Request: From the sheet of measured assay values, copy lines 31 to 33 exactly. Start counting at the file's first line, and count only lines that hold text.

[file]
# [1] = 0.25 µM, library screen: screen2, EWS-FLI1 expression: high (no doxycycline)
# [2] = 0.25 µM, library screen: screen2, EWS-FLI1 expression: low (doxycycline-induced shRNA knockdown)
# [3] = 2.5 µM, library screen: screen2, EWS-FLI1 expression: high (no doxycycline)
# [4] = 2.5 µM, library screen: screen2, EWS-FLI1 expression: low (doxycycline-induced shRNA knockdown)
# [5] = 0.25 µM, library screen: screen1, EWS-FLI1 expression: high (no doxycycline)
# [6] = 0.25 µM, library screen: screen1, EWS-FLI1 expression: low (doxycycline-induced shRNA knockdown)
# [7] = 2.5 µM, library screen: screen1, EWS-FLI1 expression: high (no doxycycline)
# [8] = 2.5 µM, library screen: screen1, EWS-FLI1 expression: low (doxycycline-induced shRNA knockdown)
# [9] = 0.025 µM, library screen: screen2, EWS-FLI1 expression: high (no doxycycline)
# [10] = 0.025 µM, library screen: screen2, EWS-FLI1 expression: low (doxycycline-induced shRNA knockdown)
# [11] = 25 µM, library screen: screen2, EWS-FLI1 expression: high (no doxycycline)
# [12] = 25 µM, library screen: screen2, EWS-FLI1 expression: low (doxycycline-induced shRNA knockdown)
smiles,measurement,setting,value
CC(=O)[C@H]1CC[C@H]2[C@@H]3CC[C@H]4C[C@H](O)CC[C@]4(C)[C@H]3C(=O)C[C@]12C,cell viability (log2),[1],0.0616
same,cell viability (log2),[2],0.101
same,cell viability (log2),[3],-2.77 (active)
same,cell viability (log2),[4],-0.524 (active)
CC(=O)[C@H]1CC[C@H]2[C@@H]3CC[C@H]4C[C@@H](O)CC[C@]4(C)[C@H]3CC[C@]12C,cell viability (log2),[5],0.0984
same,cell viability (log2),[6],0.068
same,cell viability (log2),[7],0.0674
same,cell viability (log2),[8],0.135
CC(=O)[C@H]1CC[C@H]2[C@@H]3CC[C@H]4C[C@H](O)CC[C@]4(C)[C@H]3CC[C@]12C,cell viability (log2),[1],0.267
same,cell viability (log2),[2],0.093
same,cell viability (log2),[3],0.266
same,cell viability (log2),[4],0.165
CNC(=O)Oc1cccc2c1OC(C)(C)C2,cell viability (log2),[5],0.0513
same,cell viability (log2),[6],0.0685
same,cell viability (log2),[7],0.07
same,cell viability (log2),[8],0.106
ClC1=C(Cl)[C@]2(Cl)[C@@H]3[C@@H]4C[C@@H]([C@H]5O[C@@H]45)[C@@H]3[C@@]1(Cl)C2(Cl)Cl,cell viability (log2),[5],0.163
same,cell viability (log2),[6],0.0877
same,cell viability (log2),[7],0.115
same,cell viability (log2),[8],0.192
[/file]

same,cell viability (log2),[6],0.0877
same,cell viability (log2),[7],0.115
same,cell viability (log2),[8],0.192